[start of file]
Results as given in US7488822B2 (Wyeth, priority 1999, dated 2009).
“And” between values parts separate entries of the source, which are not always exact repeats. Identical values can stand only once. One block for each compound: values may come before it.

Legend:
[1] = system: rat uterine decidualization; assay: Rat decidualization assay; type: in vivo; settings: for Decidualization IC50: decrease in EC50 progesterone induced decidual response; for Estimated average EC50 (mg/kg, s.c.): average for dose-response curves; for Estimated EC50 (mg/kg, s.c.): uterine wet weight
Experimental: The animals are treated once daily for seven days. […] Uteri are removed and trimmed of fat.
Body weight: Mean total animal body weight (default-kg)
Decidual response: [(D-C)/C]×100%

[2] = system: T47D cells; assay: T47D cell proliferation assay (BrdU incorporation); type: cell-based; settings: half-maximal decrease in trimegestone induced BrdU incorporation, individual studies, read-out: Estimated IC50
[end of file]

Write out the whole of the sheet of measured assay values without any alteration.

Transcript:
Results as given in US7488822B2 (Wyeth, priority 1999, dated 2009).
“And” between values parts separate entries of the source, which are not always exact repeats. Identical values can stand only once. One block for each compound: values may come before it.

Legend:
[1] = system: rat uterine decidualization; assay: Rat decidualization assay; type: in vivo; settings: for Decidualization IC50: decrease in EC50 progesterone induced decidual response; for Estimated average EC50 (mg/kg, s.c.): average for dose-response curves; for Estimated EC50 (mg/kg, s.c.): uterine wet weight
Experimental: The animals are treated once daily for seven days. […] Uteri are removed and trimmed of fat.
Body weight: Mean total animal body weight (default-kg)
Decidual response: [(D-C)/C]×100%

[2] = system: T47D cells; assay: T47D cell proliferation assay (BrdU incorporation); type: cell-based; settings: half-maximal decrease in trimegestone induced BrdU incorporation, individual studies, read-out: Estimated IC50